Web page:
MCNY Blog: New York Stories

Iconic photos of a changing city, and commentary on our Collections & Exhibitions from the crew at

Peter Pan: over 100 years of the boy who wouldn’t grow up

Wendy Darling:
Boy, why are you crying?

What’s your name?

Wendy Moira Angela Darling. What is your name?

Peter Pan.

Is that all?

Peter Pan:

-Act I, Peter Pan; or, the boy who wouldn’t grow up by J. M. Barrie.

Otto Sarony Co. [Maude Adams as Peter Pan], 1905. Museum of the City of New York. 32.290.9.

This is how we are introduced to Peter Pan, in the Darling children’s bedroom, crying with frustration over his separated shadow.  The boy who wouldn’t grow up turns 108 this year and with his latest incarnation, Peter and the Starcatcher, showing at the Brooks Atkinson Theatre on Broadway, he still can still draw our attention.

 Peter Pan made his Broadway debut on November 6, 1905, just under a year after appearing for the first time on the London stage.  Written by J. M. Barrie, Peter Pan; or, the boy who wouldn’t grow up was produced in London by Charles Frohman and remounted at his Empire Theatre on Broadway and 40th Street. The production starred Maude Adams as the  eponymous boy.

Theater program for “Peter Pan” at the Empire Theatre, November 1905. Museum of the City of New York. X2012.42.2.

The Empire Theatre revived the play three times in the early part of the 20th century, all starring Ms. Adams who by the 1915 production was 43 years old.

Unknown. [Eva Le Gallienne as Peter Pan]. 1928. Museum of the City of New York. 37248.9

Barrie’s boy got two revivals in the 1920s, the second of which was directed by and starred Eva Le Gallienne.  Though only 29, Ms. Le Gallienne was already a seasoned Broadway director.  Her production was seen as a  break away from Frohman’s productions. However, the New York Times review noted that the play “had lost nothing essential of its magic”.  The reviewer described Ms. Gallienne’s Peter as a “gallant, buoyant  clean-cut figure”, but also noticed that she “wears the limit of bare legs”.  Though her pose at left is decidedly less boyish than her predecessor, the choice of city rooftop is perhaps the most striking contrast to Ms. Adams’s idyllic woodland backdrop.

Lucas-Monroe. [Boris Karloff as Captain Hook], 1950. Museum of the City of New York.

The final Broadway production of Peter Pan the play was mounted in 1950 at the Imperial Theatre.  Continuing the tradition of a grown woman playing Peter, Jean Arthur took up the title role, and none other than the original Frankenstein, Boris Karloff, played Captain Hook.  In the premiere London production, the actor who played Captain Hook also portrayed Mr. Darling, the children’s father.  Peter’s archenemy is a father figure in disguise, an image as psychologically subtle as the make-up on Mr. Karloff’s face.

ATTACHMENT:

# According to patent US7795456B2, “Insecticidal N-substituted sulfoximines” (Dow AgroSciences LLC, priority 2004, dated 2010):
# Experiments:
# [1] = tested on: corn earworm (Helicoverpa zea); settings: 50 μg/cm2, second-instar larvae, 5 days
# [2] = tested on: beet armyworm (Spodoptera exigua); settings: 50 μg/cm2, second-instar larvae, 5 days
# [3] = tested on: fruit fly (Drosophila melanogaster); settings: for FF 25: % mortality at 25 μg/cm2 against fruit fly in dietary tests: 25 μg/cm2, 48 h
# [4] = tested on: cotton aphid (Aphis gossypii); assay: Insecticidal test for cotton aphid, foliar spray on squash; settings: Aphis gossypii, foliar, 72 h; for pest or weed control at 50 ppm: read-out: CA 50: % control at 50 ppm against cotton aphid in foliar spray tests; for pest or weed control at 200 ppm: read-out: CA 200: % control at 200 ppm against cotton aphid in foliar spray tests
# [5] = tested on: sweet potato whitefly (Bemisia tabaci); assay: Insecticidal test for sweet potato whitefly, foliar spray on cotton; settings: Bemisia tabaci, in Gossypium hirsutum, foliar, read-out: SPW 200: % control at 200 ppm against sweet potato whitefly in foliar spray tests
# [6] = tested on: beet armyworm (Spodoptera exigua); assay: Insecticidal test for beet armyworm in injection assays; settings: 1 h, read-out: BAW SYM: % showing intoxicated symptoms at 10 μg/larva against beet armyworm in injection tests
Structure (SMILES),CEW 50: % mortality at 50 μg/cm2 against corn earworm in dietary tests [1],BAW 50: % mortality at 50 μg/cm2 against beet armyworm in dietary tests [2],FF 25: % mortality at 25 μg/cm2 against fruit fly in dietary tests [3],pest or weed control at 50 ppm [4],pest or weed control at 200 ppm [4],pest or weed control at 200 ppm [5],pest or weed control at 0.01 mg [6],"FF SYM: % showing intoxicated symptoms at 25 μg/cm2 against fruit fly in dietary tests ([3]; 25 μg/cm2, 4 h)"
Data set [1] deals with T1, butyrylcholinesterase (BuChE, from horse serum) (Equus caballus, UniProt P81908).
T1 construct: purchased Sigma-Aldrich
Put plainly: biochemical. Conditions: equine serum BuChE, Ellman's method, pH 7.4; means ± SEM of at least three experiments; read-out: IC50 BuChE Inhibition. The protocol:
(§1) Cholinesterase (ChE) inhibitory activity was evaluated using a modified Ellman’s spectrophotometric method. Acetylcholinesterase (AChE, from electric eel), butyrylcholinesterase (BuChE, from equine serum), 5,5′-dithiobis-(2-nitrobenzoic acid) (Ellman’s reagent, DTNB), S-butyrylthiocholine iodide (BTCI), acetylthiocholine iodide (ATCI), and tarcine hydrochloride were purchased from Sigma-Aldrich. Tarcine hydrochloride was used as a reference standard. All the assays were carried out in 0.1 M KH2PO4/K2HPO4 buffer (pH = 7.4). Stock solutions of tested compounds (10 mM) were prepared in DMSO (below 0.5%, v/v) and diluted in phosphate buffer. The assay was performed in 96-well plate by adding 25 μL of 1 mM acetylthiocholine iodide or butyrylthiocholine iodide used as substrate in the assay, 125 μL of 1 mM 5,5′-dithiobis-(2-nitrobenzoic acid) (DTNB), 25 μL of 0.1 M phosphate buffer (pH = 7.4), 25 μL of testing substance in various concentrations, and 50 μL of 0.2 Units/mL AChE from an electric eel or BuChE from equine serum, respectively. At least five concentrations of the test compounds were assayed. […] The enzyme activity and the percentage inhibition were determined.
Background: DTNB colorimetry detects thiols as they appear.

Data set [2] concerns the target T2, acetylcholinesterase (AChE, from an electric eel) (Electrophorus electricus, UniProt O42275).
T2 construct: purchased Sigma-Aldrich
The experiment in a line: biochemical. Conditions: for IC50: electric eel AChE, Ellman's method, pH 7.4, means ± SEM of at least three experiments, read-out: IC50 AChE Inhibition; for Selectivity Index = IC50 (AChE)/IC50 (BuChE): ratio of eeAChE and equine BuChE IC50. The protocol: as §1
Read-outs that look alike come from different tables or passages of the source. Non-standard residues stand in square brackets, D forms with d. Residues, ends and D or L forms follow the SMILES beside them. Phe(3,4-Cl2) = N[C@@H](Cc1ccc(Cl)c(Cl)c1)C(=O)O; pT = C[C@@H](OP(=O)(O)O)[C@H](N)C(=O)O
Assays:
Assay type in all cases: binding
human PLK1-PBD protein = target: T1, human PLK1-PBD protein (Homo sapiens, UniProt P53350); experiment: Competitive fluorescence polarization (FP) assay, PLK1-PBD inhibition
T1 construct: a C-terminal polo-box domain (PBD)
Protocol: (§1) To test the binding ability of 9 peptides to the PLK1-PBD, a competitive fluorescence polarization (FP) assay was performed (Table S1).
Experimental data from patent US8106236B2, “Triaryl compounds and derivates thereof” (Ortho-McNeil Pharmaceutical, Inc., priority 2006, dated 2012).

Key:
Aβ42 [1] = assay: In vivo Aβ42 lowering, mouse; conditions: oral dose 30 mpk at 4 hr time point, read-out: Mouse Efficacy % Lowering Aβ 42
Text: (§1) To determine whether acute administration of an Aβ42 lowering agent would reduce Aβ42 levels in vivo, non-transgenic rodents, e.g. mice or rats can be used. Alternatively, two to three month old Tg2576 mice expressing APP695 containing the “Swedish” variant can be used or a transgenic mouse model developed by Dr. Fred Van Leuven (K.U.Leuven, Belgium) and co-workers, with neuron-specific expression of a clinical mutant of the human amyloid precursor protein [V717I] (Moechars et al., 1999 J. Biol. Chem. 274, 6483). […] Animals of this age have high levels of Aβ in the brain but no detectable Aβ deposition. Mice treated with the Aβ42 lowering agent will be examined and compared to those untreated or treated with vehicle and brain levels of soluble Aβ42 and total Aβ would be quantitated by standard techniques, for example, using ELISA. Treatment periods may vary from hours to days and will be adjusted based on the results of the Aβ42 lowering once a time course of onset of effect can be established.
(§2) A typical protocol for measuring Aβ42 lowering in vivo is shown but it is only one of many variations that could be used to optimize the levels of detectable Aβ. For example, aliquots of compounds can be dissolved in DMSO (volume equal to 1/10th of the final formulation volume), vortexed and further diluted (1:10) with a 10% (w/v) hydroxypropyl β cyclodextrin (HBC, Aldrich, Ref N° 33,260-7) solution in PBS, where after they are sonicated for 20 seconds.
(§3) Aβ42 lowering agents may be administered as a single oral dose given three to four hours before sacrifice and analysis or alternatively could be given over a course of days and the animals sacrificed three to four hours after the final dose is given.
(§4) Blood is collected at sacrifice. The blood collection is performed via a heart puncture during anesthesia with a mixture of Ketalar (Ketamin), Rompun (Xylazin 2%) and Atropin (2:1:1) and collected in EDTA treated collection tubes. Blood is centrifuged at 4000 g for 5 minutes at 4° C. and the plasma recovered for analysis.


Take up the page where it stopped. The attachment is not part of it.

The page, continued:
Peter Lawrence, a producer on Mr. Karloff’s production, arranged a national tour in the fall of 1951.  This time Peter was played by the improbable Veronica Lake.  The Digital Team at the Museum uncovered the images below in the archives of the Lucas-Pritchard / Lucas-Monroe Studios.

Lucas-Monroe. [Veronica Lake as Peter Pan], 1951. Museum of the City of New York.

Lucas-Monroe. [Veronica Lake as Peter Pan and Lawrence Tibbett as Captain Hook], 1951. Museum of the City of New York.

Though Peter Lawrence’s production was the last time the play was produced on Broadway, Barrie’s work was turned into a popular musical that opened just four years later. With a score by Mark Charlap and music by Carolyn Leigh, the production was directed by Jerome Robbins and starred the very popular Mary Martin.  Ms. Martin’s boy became the definitive Peter Pan. (She donated her Pan costume to the Museum in 1968 including the piece for Peter’s shadow.)

Sheet music for “Captain Hook’s Waltz” from “Peter Pan”, 1954. Museum of the City of New York. 70.22.123D.

Though the musical’s original run was only 152 performances, Ms. Martin starred in three live televised productions that gave the show a wider audience. The musical was revived five times, the last opening in 1999.  Now on Broadway, Peter Pan has been re-made for the 21st century in Peter and the Starcatcher, a precursor to the boy’s adventures with the Darlings. The play garnered an impressive nine Tony nominations this year, winning awards for its feature actor and sweeping the design categories.  The boy who wouldn’t grow up still won’t, and we can’t stop clapping our hands.


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About Morgen Stevens-Garmon

Associate Curator, Theater Collection Museum of the City of New York

2 comments on “Peter Pan: over 100 years of the boy who wouldn’t grow up

  1. Richard Lee
    March 31, 2013

    Whoo-Hoo! Lucas-Monroe!

  2. Pingback: KENSINGTON: Peter Pan Itinerary | C I T I N E R A R I E S

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